New Report: Remediation of Sexual Harassment and Retaliation at Centexsa (Guatemala)

To:WRC Affiliate Universities and Colleges
From:Tara Mathur, Ben Hensler, and Scott Nova
Date:January 25, 2023
Re:New Report: Remediation of Sexual Harassment and Retaliation at Centexsa (Guatemala)

Please find here a new report from the WRC concerning our investigation and the remediation of physical and verbal sexual harassment and retaliatory suspension and firing of women workers by a manager at Centexsa, a garment factory in Guatemala owned by the Korean multinational, SAE-A Trading.

At the time that these violations occurred, Centexsa was disclosed for the production of university logo apparel by the licensees, Gear for Sports, Inc. (Hanesbrands), Under Armour Performance Apparel (GFSI), and College Vault by Under Armour. (While these licensees have since, for unrelated reasons, ceased sourcing collegiate goods from the factory, the Centexsa plant continues to supply Hanesbrands with non-collegiate products.)

The WRC’s investigation found that a departmental manager at the Centexsa factory had sexually harassed two women workers over extended periods of time and, after these workers rejected his advances, retaliated against them by having them suspended or fired. Specifically, the WRC’s investigation found that the departmental manager had:

  • Physically and verbally sexually harassed a woman worker at the plant on numerous occasions between November 2021 and April 2022. This harassment included multiple instances when the manager forcibly groped the worker, including in front of factory supervisors, and an incident where the manager called the woman to a secluded area of the facility, physically restrained her, and attempted to kiss her—from which the worker only escaped by biting the manager and running away. Even though the worker and the factory workers’ union repeatedly told the factory HR department of the harassment, the company permitted the manager—who had explicitly threatened the worker with revenge for resisting him—to have the woman suspended multiple times with loss of pay in retaliation.
  • Sexually harassed, both verbally and by sending her sexually explicit text messages and videos, a second woman worker at the factory, throughout her employment with the company from 2018 to 2021. This woman also had reported the manager’s harassment to the company’s HR department, which took no action against the manager. Instead, another company supervisor, who was aware of the harassment, advised the woman to agree to a sexual relationship with the manager, telling her that she would receive a better job at the factory in return. When the woman continued to reject the manager’s sexual advances, the manager ultimately caused her to be terminated.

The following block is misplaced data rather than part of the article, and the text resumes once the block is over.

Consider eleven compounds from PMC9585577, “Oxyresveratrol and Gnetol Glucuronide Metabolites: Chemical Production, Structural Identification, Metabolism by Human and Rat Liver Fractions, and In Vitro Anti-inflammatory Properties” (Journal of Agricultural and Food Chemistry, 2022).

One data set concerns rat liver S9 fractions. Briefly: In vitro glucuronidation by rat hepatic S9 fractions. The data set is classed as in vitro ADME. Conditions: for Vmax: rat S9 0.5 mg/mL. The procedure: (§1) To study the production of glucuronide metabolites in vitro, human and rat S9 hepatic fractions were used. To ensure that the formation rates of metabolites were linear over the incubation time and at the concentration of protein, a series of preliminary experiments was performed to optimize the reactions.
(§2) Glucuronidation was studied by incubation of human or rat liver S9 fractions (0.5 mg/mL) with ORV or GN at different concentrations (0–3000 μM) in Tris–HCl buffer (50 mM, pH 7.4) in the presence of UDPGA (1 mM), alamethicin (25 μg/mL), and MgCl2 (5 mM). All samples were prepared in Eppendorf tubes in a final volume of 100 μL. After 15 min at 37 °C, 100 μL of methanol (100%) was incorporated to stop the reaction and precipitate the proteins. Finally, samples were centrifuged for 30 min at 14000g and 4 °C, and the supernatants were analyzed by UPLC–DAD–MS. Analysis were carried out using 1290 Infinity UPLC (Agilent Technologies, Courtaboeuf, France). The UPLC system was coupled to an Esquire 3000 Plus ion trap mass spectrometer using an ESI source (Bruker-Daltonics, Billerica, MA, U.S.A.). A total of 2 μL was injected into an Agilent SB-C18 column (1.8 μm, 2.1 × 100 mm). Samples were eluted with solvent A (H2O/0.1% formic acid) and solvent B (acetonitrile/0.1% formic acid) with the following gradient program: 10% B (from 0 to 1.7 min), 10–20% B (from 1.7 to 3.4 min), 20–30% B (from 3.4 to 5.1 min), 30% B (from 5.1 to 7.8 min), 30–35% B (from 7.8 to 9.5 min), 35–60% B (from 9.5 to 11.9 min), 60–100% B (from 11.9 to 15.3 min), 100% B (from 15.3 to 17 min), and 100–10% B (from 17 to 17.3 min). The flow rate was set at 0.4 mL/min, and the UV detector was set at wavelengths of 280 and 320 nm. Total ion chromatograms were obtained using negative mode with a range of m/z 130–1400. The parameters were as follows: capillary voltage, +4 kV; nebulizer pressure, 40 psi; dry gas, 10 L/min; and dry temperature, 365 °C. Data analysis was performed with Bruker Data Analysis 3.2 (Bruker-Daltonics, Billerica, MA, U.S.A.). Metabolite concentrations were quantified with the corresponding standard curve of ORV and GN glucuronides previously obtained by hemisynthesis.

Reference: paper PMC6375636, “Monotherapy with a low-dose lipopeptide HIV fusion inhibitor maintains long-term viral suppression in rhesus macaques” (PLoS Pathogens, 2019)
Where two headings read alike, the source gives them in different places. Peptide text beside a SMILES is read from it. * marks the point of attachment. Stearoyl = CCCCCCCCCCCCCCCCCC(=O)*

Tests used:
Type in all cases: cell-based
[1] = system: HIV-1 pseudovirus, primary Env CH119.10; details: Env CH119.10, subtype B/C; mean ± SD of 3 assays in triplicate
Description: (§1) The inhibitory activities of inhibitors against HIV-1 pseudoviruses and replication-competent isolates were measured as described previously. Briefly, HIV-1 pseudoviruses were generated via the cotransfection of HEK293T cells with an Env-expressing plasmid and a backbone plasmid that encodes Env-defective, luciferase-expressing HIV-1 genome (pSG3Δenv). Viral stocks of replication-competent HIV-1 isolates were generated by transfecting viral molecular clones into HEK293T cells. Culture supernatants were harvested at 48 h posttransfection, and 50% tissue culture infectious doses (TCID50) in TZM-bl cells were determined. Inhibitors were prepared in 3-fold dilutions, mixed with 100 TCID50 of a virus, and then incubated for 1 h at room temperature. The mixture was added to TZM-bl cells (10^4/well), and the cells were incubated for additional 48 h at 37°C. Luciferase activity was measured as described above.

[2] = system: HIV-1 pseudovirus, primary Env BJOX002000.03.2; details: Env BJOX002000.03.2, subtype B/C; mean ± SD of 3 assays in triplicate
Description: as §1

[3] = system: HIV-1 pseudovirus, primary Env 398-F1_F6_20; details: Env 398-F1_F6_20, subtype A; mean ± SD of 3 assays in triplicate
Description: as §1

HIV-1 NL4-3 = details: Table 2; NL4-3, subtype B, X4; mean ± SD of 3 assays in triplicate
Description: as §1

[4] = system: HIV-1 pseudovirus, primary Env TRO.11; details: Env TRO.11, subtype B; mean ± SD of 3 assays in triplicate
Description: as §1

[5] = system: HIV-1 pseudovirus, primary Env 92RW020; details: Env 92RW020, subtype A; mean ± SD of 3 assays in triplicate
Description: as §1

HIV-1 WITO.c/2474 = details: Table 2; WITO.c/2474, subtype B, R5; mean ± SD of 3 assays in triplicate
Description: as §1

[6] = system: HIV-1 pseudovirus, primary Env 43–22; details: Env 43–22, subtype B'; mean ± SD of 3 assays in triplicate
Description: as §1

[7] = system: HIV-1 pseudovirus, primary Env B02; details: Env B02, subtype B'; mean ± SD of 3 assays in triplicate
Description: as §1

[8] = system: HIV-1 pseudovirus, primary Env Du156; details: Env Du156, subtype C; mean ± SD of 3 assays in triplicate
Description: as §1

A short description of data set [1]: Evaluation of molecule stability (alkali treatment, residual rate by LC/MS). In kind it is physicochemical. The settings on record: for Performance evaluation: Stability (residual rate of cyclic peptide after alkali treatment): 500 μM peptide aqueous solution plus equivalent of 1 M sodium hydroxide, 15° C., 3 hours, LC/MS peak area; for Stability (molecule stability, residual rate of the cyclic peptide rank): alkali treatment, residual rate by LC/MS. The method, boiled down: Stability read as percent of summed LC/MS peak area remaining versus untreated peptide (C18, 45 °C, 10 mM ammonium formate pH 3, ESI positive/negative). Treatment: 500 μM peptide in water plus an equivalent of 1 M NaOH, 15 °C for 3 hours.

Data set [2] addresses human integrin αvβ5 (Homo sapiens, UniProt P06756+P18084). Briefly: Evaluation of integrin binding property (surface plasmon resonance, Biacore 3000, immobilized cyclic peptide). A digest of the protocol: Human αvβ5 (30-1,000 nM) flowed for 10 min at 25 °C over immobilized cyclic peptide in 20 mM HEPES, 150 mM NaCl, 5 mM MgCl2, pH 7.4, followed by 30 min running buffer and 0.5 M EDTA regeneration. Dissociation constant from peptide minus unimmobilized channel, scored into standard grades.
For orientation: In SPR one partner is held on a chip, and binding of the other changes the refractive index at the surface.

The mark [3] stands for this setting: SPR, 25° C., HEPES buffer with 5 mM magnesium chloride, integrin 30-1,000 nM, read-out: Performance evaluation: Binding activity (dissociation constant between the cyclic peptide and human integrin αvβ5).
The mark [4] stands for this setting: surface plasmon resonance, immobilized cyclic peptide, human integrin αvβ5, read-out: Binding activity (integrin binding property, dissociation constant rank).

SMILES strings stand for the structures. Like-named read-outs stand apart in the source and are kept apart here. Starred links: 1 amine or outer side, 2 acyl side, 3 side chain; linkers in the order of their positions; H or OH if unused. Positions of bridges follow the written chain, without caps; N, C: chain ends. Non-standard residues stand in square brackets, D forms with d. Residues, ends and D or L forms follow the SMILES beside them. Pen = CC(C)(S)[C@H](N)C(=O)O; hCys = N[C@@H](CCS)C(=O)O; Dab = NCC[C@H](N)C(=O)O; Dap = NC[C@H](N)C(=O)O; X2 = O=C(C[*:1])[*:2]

The WRC found that the harassment and retaliation these two workers had experienced violated their rights under Guatemalan law, international labor standards, and university codes of conduct, and we issued a series of recommendations for corrective action to Centexsa and to the licensees. Centexsa ultimately agreed to and implemented all of the WRC’s recommended corrective actions, which included:

    • Dismissing the manager who had harassed and retaliated against the two women workers and permanently barring him from any employment at any other SAE-A factory;
    • Providing the affected workers with offers of reinstatement and full back pay for loss of wages;
    • Expunging the retaliatory discipline from the workers’ personnel records;
    • Arranging for professional counseling for the two workers at the factory’s expense; and
    • Working with the workers’ union at the factory to develop an agreed-upon protocol and workplace committee to address future instances of sexual harassment.

    The WRC recognizes the significant steps that have now been taken by Centexsa and its parent company, SAE-A Trading, to address the serious sexual harassment that the factory manager committed, and we note that Hanesbrands, as a university licensee, was forthright in fulfilling its obligation to universities to ensure that these violations of university labor standards were corrected and remedied. Please let us know if you have any questions or concerns.